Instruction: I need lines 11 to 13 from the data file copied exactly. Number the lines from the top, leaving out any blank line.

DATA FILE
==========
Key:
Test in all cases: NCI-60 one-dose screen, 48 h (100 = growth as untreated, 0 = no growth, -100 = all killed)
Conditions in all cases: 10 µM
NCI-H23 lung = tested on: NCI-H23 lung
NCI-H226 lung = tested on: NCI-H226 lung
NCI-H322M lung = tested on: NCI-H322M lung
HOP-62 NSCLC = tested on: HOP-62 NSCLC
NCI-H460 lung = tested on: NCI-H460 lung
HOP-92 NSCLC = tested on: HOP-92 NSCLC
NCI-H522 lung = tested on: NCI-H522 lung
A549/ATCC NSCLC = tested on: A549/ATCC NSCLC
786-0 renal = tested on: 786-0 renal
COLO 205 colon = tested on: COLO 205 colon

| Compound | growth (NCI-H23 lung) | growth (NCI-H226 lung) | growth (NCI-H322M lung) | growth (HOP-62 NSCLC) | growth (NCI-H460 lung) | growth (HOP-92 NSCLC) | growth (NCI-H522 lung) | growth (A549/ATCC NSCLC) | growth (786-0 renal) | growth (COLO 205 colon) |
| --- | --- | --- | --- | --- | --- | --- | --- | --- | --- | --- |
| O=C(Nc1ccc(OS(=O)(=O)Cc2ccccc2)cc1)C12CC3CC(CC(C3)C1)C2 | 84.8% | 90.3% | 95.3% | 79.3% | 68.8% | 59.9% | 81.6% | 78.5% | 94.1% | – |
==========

A549/ATCC NSCLC = tested on: A549/ATCC NSCLC
786-0 renal = tested on: 786-0 renal
COLO 205 colon = tested on: COLO 205 colon